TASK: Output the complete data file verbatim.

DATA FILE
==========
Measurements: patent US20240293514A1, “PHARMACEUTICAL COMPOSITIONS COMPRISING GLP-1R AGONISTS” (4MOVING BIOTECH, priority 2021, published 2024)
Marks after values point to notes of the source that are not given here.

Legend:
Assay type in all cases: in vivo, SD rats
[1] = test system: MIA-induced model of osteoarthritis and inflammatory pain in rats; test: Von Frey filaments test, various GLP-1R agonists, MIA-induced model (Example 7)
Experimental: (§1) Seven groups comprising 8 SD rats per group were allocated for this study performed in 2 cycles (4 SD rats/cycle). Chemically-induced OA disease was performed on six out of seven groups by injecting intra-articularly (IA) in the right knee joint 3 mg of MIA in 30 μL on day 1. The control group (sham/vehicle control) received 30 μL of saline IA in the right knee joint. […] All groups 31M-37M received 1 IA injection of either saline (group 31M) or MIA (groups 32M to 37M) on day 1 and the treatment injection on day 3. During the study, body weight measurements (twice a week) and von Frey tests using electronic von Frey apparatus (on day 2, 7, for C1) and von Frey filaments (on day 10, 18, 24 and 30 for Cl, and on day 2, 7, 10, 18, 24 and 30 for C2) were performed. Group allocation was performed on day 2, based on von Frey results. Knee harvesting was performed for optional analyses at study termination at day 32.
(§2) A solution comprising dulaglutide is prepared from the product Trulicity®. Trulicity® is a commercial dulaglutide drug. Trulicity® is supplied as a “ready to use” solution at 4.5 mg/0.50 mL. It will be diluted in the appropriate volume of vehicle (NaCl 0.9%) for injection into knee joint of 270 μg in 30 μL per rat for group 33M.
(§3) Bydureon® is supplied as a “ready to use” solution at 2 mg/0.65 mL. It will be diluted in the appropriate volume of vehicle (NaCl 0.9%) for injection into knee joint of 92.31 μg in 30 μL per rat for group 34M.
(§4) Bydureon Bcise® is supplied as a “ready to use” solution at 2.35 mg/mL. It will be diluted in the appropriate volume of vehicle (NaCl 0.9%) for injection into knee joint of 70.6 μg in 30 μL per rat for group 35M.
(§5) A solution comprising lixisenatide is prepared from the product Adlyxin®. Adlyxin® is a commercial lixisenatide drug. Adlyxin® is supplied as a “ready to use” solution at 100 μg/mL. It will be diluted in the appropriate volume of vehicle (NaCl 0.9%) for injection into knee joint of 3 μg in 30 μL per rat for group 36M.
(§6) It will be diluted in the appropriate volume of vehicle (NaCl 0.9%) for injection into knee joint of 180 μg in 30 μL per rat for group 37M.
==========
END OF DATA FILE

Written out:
Measurements: patent US20240293514A1, “PHARMACEUTICAL COMPOSITIONS COMPRISING GLP-1R AGONISTS” (4MOVING BIOTECH, priority 2021, published 2024)
Marks after values point to notes of the source that are not given here.

Legend:
Assay type in all cases: in vivo, SD rats
[1] = test system: MIA-induced model of osteoarthritis and inflammatory pain in rats; test: Von Frey filaments test, various GLP-1R agonists, MIA-induced model (Example 7)
Experimental: (§1) Seven groups comprising 8 SD rats per group were allocated for this study performed in 2 cycles (4 SD rats/cycle). Chemically-induced OA disease was performed on six out of seven groups by injecting intra-articularly (IA) in the right knee joint 3 mg of MIA in 30 μL on day 1. The control group (sham/vehicle control) received 30 μL of saline IA in the right knee joint. […] All groups 31M-37M received 1 IA injection of either saline (group 31M) or MIA (groups 32M to 37M) on day 1 and the treatment injection on day 3. During the study, body weight measurements (twice a week) and von Frey tests using electronic von Frey apparatus (on day 2, 7, for C1) and von Frey filaments (on day 10, 18, 24 and 30 for Cl, and on day 2, 7, 10, 18, 24 and 30 for C2) were performed. Group allocation was performed on day 2, based on von Frey results. Knee harvesting was performed for optional analyses at study termination at day 32.
(§2) A solution comprising dulaglutide is prepared from the product Trulicity®. Trulicity® is a commercial dulaglutide drug. Trulicity® is supplied as a “ready to use” solution at 4.5 mg/0.50 mL. It will be diluted in the appropriate volume of vehicle (NaCl 0.9%) for injection into knee joint of 270 μg in 30 μL per rat for group 33M.
(§3) Bydureon® is supplied as a “ready to use” solution at 2 mg/0.65 mL. It will be diluted in the appropriate volume of vehicle (NaCl 0.9%) for injection into knee joint of 92.31 μg in 30 μL per rat for group 34M.
(§4) Bydureon Bcise® is supplied as a “ready to use” solution at 2.35 mg/mL. It will be diluted in the appropriate volume of vehicle (NaCl 0.9%) for injection into knee joint of 70.6 μg in 30 μL per rat for group 35M.
(§5) A solution comprising lixisenatide is prepared from the product Adlyxin®. Adlyxin® is a commercial lixisenatide drug. Adlyxin® is supplied as a “ready to use” solution at 100 μg/mL. It will be diluted in the appropriate volume of vehicle (NaCl 0.9%) for injection into knee joint of 3 μg in 30 μL per rat for group 36M.
(§6) It will be diluted in the appropriate volume of vehicle (NaCl 0.9%) for injection into knee joint of 180 μg in 30 μL per rat for group 37M.